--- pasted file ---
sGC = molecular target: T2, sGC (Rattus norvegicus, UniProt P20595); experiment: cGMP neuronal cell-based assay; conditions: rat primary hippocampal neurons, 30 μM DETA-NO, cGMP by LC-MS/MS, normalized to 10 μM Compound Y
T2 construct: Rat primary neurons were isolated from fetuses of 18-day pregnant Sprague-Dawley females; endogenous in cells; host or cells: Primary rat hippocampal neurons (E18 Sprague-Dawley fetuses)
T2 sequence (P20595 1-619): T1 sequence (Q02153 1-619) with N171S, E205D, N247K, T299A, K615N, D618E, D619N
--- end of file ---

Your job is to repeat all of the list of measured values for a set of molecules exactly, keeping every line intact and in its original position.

sGC = molecular target: T2, sGC (Rattus norvegicus, UniProt P20595); experiment: cGMP neuronal cell-based assay; conditions: rat primary hippocampal neurons, 30 μM DETA-NO, cGMP by LC-MS/MS, normalized to 10 μM Compound Y
T2 construct: Rat primary neurons were isolated from fetuses of 18-day pregnant Sprague-Dawley females; endogenous in cells; host or cells: Primary rat hippocampal neurons (E18 Sprague-Dawley fetuses)
T2 sequence (P20595 1-619): T1 sequence (Q02153 1-619) with N171S, E205D, N247K, T299A, K615N, D618E, D619N